|Issue № 2||
|Ph. D, Russian Academy of Sciences Ural Division Komi Scientific Center Institute of Biology, firstname.lastname@example.org|
|Russian Academy of Sciences Ural Division Komi Scientific Center Institute of Biology, email@example.com|
|D.Sc., Ural Division Komi Scientific Center Institute of Biology, firstname.lastname@example.org|
Summary: The purpose of this study is to investigate the morphometric changes and the level of oxidative stress in the duckweed when exposed to strontium and copper ions. The laboratory culture of the duckweed was provided by the Institute of Biology, Komi Science Centre, Ural Division of the Russian Academy of Science (Russia, Syktyvkar). The plants were cultivated on Steinberg medium (Steinberg, 1946). We determined the following morphometric parameters: specific growth rate, damage to the fronds (chlorosis and necrosis), the area of the fronds. Strontium and copper were added to the different media as filter-sterilized solutions of Sr (NO3)2 or CuCl2∙2H2O in a final concentration ranging from 0 to 1.58 mM for strontium and 0 to 12.6 μM for copper. As controls, plants grown on Steinberg medium were used. The area of the fronds was calculated from photographs before exposure and seven days after it (OECD, 2006). The images were analyzed using the Image J software (NIH, USA). To determine the level of malondialdehyde (MDA), a TBA test was used. Duckweeds were previously contained in an experimental solution for four days (Uruç Parlac, Demirezen, 2012). As expected, both copper and strontium induced a dose-dependent decrease in specific plant growth (p ≤ 0.05). Strontium caused the inhibition of the specific growth rate of duckweeds as compared with controls since 0.6 mmol/l and copper - since 3.15 μmol/l. When exposed to 0.63 mmol / liter of strontium solution, the plants growth rate was reduced by 15.33 %, 3.15 μmol/l of copper solution - by 30 % as compared with controls. The maximum used concentrations caused a reducing growth rate in comparison with controls by 73.3% for 1.58 mmol/l of strontium solution and by 80 % for 12.6 μmol / l of copper solution. Based on this 7-day growth inhibition test, it was concluded that copper was more toxic to L. minor than strontium. The level of damaged plants increased with increasing metal concentrations (p ≤ 0.05). Damage in the form of chlorosis appeared at 0.3 mmol/l of strontium and 0.211 μmol/l of copper. Over 60 % of damaged plants were at 0.948 mmol/l of strontium and 5 μmol/l of copper. At high concentrations of copper and strontium ions, all plants are necrotic damaged. High concentrations of the heavy metals caused the surface area of the fronts to decrease. After seven days of exposure the area decreased at a strontium concentration 0.316 mmol/l, copper - of 0.63 μmol/l compared to control plants. Univariate analysis of variance showed that when the concentration of strontium and copper in solution increased, the MDA level rose (p ≤ 0.05). Strontium and copper provoke the development of oxidative stress in plants. The level of MDA in plants when exposed to strontium is statistically significantly higher than in controls, beginning with 0.63 mmol/l, and copper - 5 μmol/l. An increase in the intracellular level of heavy metals causes a disturbance in the oxidation-reduction balance in the plant cells and the accumulation of active oxygen species. Because of its greater reactivity, copper is more toxic than strontium. A high level of oxidative stress is accompanied with a significant increase in the proportion of plants with chlorosis and necrosis, a reduction in the area of fronds, and a low specific growth rate of plants.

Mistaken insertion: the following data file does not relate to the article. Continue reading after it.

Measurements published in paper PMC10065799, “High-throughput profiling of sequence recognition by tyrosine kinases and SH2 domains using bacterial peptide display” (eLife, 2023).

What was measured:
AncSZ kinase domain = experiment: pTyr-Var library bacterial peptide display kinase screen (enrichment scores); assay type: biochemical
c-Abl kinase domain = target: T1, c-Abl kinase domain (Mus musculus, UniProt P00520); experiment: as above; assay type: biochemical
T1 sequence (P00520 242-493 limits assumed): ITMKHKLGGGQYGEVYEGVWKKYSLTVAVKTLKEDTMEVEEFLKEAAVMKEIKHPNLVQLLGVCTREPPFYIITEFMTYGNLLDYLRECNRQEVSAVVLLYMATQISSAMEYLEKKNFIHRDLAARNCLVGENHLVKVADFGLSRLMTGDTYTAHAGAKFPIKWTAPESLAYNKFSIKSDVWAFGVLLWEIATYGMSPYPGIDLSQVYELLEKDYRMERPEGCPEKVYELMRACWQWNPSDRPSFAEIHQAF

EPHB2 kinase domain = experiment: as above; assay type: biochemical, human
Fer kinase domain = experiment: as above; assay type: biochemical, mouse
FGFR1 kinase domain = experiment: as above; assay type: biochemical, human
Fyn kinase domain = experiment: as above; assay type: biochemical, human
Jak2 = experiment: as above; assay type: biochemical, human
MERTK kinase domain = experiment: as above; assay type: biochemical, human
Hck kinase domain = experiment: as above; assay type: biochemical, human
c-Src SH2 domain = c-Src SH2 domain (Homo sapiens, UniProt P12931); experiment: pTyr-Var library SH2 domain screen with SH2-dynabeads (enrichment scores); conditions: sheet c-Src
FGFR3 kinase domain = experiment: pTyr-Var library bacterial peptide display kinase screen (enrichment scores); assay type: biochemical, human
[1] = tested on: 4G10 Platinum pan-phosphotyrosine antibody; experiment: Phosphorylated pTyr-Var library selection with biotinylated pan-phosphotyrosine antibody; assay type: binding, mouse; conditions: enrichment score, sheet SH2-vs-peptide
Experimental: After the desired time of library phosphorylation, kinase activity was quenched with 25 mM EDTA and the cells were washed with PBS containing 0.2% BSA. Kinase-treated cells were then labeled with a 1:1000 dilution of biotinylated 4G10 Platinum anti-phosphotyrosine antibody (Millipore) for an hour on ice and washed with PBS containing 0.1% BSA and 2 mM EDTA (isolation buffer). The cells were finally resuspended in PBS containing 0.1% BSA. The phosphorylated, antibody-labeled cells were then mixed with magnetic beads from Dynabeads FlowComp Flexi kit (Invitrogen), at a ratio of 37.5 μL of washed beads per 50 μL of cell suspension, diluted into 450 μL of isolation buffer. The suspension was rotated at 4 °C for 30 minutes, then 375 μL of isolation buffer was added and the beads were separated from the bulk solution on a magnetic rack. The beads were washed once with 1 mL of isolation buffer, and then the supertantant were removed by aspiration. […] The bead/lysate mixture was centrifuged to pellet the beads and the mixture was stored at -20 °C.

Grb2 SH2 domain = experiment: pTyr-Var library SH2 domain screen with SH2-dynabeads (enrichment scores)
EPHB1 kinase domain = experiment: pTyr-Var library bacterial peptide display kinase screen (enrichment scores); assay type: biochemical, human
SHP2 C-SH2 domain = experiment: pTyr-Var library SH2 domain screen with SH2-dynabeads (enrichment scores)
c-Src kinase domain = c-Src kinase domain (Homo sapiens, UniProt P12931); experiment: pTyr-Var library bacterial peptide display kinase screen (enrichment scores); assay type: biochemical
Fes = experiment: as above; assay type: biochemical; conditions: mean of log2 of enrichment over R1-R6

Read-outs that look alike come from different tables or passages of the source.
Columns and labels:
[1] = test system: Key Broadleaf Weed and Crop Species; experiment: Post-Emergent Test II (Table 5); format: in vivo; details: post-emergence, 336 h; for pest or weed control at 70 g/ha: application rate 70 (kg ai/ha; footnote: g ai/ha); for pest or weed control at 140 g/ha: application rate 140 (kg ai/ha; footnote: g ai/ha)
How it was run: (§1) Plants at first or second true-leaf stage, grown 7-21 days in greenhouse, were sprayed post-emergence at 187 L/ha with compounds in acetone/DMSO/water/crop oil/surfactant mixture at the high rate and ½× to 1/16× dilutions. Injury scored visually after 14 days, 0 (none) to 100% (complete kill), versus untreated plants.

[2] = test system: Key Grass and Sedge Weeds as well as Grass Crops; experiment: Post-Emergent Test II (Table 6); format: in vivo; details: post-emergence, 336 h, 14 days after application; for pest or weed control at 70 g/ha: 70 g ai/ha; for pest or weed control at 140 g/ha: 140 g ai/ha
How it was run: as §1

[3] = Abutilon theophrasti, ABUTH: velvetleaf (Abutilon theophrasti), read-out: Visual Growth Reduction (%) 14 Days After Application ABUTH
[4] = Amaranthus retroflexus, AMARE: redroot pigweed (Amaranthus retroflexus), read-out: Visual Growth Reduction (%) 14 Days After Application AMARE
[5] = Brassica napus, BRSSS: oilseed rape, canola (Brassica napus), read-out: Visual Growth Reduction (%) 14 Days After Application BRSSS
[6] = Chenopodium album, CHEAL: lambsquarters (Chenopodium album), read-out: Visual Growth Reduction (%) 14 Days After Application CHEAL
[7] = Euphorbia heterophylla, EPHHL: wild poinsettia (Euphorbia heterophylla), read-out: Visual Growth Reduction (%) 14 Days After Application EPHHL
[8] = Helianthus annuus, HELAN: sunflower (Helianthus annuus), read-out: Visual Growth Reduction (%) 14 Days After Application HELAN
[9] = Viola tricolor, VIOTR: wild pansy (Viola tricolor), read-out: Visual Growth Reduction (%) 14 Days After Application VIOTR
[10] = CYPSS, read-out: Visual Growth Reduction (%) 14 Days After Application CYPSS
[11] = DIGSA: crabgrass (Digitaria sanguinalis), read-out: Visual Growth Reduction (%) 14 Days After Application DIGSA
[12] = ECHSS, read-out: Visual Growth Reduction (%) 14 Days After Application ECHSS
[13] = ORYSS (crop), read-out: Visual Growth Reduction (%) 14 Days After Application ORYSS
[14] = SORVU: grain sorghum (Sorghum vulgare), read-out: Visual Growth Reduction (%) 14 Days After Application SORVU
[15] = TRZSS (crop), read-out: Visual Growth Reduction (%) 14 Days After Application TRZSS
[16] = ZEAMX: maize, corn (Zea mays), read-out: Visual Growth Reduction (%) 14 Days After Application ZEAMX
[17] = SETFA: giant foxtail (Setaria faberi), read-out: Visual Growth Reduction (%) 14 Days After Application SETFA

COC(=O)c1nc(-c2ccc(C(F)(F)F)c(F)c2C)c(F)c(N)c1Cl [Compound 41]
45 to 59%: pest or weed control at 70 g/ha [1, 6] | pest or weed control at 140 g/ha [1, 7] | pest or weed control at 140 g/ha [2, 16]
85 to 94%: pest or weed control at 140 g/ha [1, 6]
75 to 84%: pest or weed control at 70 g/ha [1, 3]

© Petrozavodsk State University
Received on: 23 January 2018
Published on: 25 June 2018
Ahsan N., Lee D, G., Lee S, H., Kang K. Y., Lee J. J., Kim P. J., Yoon H, S., Kim J, S., Lee B, H. Excess copper induced physiological and proteomic changes in germinating rice seeds, Chemosphere. 2007. Vol. 67. P. 1182–1193.